Having experienced a less-than-pleasant flu test a couple years ago, Rommett said the thought of self-pain is enough to keep her away for now.
Jay Hartman was more direct with his concerns: “That should be done by a medical professional," Hartman, 43, of Tampa said. “Not shoving that boat-oar sized thing down my nose. Nope.”
Mindy Ecob of Tampa said the testing at other sites where a doctor or nurse performs the swab seems more official. She said she would worry a little about accuracy for a self-swab, but the CVS drive-thru option “sounds more convenient.”
Meredith Hungerford said she’d feel way more comfortable performing the test herself in the privacy of her own car. “A lot of people get too close and don’t worry about personal space so I am worried about that."
Alan Bellittera of Riverview got tested last week at one of Hillsborough County’s drive-thru sites in Ruskin. He said he was more confident with a medical professional conducting the test.
“The test I got was actually back of the throat and not the nasal swab,” Bellittera said. “It was quick, painless, and I was in and out of there in about five minutes.”
He got his results — negative — within six days. CVS Health is telling patients to expect their results, provided by a third party laboratory, within three days — a far more expedient time frame than many Tampa Bay residents have experienced at local drive-thrus in the last couple months.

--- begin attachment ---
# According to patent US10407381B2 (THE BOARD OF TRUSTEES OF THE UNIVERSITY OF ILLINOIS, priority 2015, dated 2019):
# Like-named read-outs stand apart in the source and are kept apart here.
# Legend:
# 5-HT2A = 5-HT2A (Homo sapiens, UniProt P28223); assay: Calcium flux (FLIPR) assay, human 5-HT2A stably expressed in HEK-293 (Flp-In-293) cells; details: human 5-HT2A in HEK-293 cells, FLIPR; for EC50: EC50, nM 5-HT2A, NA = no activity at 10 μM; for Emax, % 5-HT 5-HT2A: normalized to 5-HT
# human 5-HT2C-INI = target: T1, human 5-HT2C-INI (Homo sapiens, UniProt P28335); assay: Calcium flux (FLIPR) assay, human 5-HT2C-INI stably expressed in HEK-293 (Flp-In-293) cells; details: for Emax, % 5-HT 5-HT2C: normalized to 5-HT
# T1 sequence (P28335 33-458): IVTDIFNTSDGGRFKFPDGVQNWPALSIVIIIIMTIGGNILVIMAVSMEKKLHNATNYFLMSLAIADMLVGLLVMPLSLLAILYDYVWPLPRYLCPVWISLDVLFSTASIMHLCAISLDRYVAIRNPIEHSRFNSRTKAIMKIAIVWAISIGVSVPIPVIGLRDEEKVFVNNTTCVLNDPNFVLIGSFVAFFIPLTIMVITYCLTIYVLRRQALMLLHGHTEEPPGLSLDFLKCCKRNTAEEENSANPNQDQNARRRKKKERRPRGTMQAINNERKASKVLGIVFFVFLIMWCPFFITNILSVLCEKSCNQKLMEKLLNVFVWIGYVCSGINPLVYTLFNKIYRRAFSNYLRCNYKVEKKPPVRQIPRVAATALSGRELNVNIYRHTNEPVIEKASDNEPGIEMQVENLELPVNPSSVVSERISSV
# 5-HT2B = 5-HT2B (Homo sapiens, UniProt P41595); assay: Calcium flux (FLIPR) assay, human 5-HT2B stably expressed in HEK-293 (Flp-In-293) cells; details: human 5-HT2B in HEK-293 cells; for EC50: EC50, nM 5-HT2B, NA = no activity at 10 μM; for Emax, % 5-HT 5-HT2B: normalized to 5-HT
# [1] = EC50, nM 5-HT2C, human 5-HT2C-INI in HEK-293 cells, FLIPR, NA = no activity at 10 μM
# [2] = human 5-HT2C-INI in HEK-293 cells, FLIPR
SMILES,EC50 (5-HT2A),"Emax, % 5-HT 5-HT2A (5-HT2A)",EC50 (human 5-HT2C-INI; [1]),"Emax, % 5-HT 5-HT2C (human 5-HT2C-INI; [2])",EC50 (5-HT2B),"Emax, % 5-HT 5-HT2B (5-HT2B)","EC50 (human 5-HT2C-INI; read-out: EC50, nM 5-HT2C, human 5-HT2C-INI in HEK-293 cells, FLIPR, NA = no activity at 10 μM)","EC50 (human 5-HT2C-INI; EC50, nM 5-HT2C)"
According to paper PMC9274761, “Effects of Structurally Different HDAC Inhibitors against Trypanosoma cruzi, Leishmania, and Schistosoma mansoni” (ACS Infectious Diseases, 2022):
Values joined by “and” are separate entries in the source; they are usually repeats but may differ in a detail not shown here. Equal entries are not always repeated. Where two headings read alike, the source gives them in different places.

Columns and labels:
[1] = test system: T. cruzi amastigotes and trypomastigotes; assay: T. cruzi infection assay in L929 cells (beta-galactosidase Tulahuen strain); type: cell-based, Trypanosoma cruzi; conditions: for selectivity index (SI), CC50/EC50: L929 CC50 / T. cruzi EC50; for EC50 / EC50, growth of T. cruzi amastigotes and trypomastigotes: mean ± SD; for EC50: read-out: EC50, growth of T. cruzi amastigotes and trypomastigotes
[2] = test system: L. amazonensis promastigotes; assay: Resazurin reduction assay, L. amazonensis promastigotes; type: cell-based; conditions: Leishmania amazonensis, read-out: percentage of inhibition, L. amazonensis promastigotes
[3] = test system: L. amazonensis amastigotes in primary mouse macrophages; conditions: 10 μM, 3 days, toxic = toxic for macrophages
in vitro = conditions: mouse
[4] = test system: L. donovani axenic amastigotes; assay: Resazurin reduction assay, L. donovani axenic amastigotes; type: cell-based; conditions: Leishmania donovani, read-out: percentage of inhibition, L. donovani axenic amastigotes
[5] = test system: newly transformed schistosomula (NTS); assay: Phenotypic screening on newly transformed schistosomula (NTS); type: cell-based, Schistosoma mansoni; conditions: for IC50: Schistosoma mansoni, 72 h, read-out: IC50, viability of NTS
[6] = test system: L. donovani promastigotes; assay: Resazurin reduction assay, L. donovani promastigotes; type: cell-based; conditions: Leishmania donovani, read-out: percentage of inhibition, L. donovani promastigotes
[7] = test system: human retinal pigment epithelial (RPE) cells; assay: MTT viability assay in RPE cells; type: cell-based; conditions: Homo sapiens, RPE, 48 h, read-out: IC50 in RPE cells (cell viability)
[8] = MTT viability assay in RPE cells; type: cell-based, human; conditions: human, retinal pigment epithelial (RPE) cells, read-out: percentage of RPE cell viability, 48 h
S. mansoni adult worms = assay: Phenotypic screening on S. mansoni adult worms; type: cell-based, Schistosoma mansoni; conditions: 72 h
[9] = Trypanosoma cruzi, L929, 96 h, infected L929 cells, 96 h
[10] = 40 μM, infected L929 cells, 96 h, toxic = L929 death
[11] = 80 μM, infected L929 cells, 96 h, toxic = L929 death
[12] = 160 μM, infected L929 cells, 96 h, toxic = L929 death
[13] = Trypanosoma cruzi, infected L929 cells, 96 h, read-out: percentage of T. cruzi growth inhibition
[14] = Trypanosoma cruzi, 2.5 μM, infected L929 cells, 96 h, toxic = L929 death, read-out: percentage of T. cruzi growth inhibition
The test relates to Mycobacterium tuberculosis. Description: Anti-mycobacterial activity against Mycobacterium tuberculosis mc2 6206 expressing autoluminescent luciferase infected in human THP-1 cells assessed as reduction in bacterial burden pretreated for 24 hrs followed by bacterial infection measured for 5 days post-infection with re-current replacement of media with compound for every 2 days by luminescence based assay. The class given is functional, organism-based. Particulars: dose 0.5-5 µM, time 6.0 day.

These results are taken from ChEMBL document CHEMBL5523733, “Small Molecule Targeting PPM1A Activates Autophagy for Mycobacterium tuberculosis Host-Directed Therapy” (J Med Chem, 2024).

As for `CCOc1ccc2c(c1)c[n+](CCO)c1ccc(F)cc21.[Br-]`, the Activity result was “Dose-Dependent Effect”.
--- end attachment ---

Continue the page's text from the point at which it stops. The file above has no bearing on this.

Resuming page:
Some patients reported waiting 10 days or more after visiting a BayCare or Hillsborough County site, meaning some finished the two-week quarantine before learning whether they actually had contracted the novel coronavirus.
Burke said the labs CVS Health partnered with have assured the provider they can return results to patients in three days, or close to it.
The three Tampa Bay sites are part of a larger initiative by CVS to make testing available to anyone experiencing symptoms who meets the requirements listed on the U.S. Centers for Disease Control and Prevention website.
CVS Health is opening 51 locations across Arizona, Connecticut, Massachusetts, Pennsylvania and other parts of Florida. The goal is to process up to 1.5 million tests per month, subject to availability of supplies and lab capacity, a CVS Health news release said.
The Tampa Bay stores have the capacity to test up to 50 people a day, Burke said. People must make appointments by visiting CVS.com. All testing will take place inside a person’s car. No walk-ups are allowed and no testing will happen inside of stores.
Because this is a new service, Burke said she is not able to provide an estimated wait time. CVS Health provides on-demand COVID-19 testing in other states, and that process usually takes 30 minutes from start to finish, Burke said.
Want to get tested for COVID-19 at CVS Health?
WHERE: There are three CVS pharmacies providing the self-swab, drive-thru tests in Tampa Bay:
- 1000 East Tarpon Avenue, Tarpon Springs
- 2322 Land O Lakes Boulevard, Lutz
- 8905 Bryan Dairy Road, Largo
WHEN: The sites open Friday and typically run from 9 a.m. to 6 p.m., the times vary.
HOW: Patients must make appointments by visiting CVS.com.